What does behavior modification for weight loss mean?
Behavior modification is an important tool for those wishing to lose weight. The concept of modifying one's behavior in an effort to lose weight has evolved over time. Today it is a discipline that can be pursued independently or in conjunction with other treatment methods. The long-term success of surgery for obesity depends very much on how diligently someone is able to follow the new diet and exercise routine – it is a new lifestyle that one has to get used to.
Introspection and gradual change
Modifying behavior requires small changes in perspective that are realistic. Chose goals that may seem very easy at first and concentrate on positive reward. Do not create goals that are over zealous and use failure as your motivating force.
It has to be kept in mind that obesity is a chronic condition with every chance of relapse if someone does not adhere to a modified behavior routine. Behavior modification programs when taken as stand-alone therapies can result in significant weight loss over time. They offer the advantage of less risk as compared to surgery, or when surgery is chosen, a vital program to achieve long term weight-loss success.
What are the various aspects of behavior modification for weight loss?
A behavior modification program for losing weight can be broken down into components. Adherence to the procedures established for each component will help you successfully meet your weight loss targets. The importance of a behavior-modification program.
Self-monitoring or keeping track of your lifestyle habits is the basis of developing a behavior modification program. You have to observe and record your thoughts, actions, successes, and failures as you attempt to overcome issues that have led to weight gain
The issues can be psychological too. Often, individuals overeat to compensate for a perceived shortcoming in life. Binge eating can be a psychological response that makes a person "feel good". Regular monitoring over a period of time will establish patterns of events that can throw light on factors which hold you back from working towards losing weight. For instance, monitoring and observation may yield the fact that a person overeats when he skips breakfast, for another individual tracking may tell about his weakness for particular food items that add calories to his bulk, yet another subject may find that he is finding it difficult to maintain an exercise routine.
It is an established fact that mere monitoring of our thoughts and actions as we try to eat wisely leads to a reduction in the number of calories consumed. In other words, we contribute to our weight loss by simply staying aware of how we are going about it. The noted down observations are scrutinized by a therapist and a weight loss program is developed with the help of information that you come up with.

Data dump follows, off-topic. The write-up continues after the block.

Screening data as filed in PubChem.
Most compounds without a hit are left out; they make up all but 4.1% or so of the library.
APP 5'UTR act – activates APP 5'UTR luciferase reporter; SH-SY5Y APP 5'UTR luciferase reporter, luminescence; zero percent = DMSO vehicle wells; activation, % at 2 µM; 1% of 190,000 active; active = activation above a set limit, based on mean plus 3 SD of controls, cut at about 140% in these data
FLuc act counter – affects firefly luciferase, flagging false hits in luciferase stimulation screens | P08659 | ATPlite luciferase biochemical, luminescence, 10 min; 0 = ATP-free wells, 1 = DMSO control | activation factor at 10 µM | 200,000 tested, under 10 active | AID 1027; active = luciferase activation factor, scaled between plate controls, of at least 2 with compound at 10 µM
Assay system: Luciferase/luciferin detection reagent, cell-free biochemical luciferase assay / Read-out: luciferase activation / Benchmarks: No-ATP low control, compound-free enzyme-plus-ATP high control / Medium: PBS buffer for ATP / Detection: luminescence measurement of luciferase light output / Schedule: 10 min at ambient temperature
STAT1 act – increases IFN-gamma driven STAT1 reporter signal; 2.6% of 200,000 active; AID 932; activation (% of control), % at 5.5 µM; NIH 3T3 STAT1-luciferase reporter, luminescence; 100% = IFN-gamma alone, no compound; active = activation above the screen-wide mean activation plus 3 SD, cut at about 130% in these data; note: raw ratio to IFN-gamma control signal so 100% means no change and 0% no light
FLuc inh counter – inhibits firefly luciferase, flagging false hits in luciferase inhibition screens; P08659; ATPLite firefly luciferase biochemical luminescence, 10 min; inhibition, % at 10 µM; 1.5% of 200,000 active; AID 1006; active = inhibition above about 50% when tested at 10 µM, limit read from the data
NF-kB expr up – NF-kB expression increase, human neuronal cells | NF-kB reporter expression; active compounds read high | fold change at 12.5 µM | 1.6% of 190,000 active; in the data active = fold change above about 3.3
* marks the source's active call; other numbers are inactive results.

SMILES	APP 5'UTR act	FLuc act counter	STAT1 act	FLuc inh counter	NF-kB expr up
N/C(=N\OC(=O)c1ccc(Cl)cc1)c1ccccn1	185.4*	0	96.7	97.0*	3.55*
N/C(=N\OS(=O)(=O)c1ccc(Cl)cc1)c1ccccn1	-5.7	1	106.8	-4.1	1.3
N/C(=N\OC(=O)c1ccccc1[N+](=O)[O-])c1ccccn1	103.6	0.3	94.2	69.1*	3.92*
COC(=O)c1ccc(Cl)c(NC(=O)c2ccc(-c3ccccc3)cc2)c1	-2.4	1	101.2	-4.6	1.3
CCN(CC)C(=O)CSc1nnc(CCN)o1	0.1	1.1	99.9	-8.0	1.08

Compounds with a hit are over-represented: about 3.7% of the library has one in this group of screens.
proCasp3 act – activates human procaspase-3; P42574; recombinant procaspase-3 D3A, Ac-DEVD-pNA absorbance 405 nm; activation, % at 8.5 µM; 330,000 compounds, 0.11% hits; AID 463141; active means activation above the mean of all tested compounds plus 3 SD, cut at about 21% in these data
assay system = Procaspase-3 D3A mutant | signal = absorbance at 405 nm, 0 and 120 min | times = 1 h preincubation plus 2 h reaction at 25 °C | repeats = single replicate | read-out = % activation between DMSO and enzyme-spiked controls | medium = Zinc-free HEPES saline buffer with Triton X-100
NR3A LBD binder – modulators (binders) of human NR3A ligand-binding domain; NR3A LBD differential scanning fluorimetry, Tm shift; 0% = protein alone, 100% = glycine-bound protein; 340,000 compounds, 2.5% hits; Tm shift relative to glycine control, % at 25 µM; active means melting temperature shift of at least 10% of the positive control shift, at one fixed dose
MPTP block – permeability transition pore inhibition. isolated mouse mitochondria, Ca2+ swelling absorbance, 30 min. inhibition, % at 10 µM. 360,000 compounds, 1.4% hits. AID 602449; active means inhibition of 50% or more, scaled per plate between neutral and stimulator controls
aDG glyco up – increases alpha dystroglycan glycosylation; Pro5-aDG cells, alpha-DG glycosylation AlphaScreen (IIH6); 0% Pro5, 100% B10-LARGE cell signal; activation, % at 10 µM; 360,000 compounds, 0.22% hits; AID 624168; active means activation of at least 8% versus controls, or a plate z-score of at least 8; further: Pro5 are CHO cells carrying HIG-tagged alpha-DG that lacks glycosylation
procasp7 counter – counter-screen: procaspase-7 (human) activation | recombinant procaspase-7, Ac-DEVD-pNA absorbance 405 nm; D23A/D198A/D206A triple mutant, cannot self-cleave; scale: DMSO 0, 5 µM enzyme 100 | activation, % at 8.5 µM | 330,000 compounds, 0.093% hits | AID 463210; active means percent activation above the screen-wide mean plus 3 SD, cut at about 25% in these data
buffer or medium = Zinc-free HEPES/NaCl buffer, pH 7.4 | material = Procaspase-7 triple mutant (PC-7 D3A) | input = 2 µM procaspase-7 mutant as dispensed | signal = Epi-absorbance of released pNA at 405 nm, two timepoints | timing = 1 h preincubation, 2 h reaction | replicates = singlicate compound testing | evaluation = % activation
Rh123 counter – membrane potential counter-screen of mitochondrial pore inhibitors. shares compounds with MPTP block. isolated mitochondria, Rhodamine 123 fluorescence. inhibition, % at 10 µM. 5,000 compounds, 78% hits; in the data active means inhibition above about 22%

Once you have the information to work with, you move on to the next step - stimulus control. You have to modify or eliminate those cues or routines that lead you to stray from the path of healthy eating. These cues or signals vary with the person. Very importantly, it has been noted that obese individuals are more susceptible to yielding to environmental cues such as the aroma of food, appetizing layout of dishes, and food-related routines such as an ice cream after lunch. Because controlling the environment around us is very difficult, obese individuals have to make an effort and learn to resist and ignore environmental stimuli. Non-obese individuals respond to internal hunger cues. The body reacts to these cues by stimulating appetite and initiating an insulin shift which can lead to overeating. One of the best ways to deal with temptations is to forge a routine.
Why a Routine can Help
Eat at a fixed time and place, have an exercise routine, and maybe try and stay away from places that make you reach out to your wallet, for example fast food joints and the snacks section at the grocery stores. Walk to work once or twice a week instead of driving to your office. Train yourself to eat only when hungry, this is tied in to the point of maintaining an eating schedule. Eat smaller portions. Basically, the temptations for us to consume more than required calories are all around us. The trick is to be aware of such environmental factors and try to overcome them.
Replacing rewards with something other than food